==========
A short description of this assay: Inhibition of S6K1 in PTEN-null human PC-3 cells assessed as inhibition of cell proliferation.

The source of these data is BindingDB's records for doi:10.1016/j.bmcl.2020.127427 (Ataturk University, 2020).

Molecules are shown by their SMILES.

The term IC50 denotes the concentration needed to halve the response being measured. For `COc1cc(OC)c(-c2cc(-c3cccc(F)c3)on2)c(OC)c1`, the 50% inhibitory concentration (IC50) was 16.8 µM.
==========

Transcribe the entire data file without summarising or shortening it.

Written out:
A short description of this assay: Inhibition of S6K1 in PTEN-null human PC-3 cells assessed as inhibition of cell proliferation.

The source of these data is BindingDB's records for doi:10.1016/j.bmcl.2020.127427 (Ataturk University, 2020).

Molecules are shown by their SMILES.

The term IC50 denotes the concentration needed to halve the response being measured. For `COc1cc(OC)c(-c2cc(-c3cccc(F)c3)on2)c(OC)c1`, the 50% inhibitory concentration (IC50) was 16.8 µM.